A statue of Frederick Douglass — a former slave, abolitionist, and writer — was torn down on July 5, the 168th anniversary of his speech, “What to the Slave Is the Fourth of July?”

The speech, given in Rochester in 1852 to a predominantly white audience, asked white Americans how they could celebrate freedom from oppression while simultaneously owning slaves.

The statue was torn from its base in Maplewood Park (once a stop on the Underground Railroad) and was found 50 feet away, next to the Genesee River Gorge. It had suffered damage to its base and to a finger. The perpetrators are still unknown.

Carvin Eison, a Rochestarian who helped lead the project that brought the statue to Rochester two years ago in honor of Douglass’ 200th birthday, said that the damage was too great for the statue to go back up, and that it would have to be replaced.

Eison guessed that the statue’s removal may have been “some type of retaliation” for the recent calls to remove racist statues across the country in the face of the growing Black Lives Matter movement.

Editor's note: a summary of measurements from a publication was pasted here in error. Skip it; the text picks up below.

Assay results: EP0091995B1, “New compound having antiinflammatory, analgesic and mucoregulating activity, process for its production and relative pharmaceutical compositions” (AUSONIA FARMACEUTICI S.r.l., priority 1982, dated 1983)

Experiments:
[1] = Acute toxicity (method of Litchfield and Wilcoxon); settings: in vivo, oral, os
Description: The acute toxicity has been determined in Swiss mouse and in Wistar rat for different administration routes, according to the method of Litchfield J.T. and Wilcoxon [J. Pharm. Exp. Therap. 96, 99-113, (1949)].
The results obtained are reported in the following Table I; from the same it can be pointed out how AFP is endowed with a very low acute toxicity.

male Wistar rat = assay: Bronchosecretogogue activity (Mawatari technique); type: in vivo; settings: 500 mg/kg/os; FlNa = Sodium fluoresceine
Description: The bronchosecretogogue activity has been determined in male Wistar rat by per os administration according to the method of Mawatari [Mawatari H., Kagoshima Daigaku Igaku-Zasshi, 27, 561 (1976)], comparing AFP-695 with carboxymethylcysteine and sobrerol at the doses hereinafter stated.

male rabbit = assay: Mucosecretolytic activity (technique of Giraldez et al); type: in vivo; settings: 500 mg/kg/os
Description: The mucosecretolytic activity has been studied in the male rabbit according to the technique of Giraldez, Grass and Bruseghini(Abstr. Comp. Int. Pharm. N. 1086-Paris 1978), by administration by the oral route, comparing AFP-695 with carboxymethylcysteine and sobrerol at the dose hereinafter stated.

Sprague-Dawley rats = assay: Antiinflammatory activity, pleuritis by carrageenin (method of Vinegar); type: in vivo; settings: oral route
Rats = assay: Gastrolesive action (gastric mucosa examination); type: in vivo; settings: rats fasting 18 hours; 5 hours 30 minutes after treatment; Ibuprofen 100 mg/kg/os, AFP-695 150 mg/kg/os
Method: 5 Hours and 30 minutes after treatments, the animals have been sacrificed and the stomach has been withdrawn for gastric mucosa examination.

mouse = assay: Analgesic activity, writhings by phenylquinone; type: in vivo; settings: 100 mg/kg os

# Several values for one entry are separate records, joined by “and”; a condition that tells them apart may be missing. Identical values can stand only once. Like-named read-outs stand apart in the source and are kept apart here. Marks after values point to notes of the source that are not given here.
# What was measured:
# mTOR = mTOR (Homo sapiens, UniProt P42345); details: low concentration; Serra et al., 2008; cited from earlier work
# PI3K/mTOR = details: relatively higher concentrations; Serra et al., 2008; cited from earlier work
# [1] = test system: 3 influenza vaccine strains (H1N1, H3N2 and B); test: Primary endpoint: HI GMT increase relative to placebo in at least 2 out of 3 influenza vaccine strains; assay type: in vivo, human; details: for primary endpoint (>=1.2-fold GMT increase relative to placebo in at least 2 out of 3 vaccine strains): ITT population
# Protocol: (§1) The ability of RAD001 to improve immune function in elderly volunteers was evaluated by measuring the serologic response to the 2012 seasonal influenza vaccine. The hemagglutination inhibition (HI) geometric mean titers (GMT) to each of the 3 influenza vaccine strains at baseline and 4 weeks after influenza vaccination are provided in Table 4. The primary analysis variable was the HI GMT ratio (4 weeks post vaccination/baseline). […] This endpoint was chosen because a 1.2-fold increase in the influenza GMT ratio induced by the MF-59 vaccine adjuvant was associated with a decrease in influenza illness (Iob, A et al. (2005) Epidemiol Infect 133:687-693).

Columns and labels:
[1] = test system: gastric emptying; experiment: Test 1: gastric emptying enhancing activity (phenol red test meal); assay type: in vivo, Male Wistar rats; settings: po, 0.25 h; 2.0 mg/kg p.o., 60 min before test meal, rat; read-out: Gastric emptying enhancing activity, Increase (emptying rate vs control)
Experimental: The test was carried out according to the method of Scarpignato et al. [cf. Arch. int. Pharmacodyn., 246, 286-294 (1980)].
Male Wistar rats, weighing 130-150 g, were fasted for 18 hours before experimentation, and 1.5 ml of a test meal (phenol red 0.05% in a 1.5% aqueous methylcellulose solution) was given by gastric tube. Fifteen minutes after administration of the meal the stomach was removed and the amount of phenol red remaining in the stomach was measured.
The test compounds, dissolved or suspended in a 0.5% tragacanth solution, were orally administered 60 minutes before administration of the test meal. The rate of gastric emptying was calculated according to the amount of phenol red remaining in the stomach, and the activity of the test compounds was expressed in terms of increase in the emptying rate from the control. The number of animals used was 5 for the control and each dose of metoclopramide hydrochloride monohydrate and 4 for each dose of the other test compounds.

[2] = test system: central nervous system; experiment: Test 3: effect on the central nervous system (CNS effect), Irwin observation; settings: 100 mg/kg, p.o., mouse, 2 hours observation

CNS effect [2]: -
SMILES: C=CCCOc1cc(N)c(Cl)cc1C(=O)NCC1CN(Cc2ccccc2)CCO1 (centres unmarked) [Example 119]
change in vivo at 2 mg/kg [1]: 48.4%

This is not the first time one of the 13 Frederic Douglass statues in Rochester has been vandalized. In 2018, two men broke a statue from its base shortly after it was erected, and attempted to take it.



What’s in a euphemism?

Since Reagan, the American right wing has used euphemisms to disguise cruelty under nonsense phrases, shift public discourse, and couch unacceptable actions in a kind of abstract political mystique.

Presentation explores role of Black women in suffrage movement

SUNY Oneonta Assistant Professor of History Dr. Susan Goodier began her lecture by emphasizing the importance of telling the stories of Black suffragists. She said that they should be “household names, like the names of white suffragists.” 

How not to have class discussions

There’s a difference between engaging with the material and engaging with your own ego.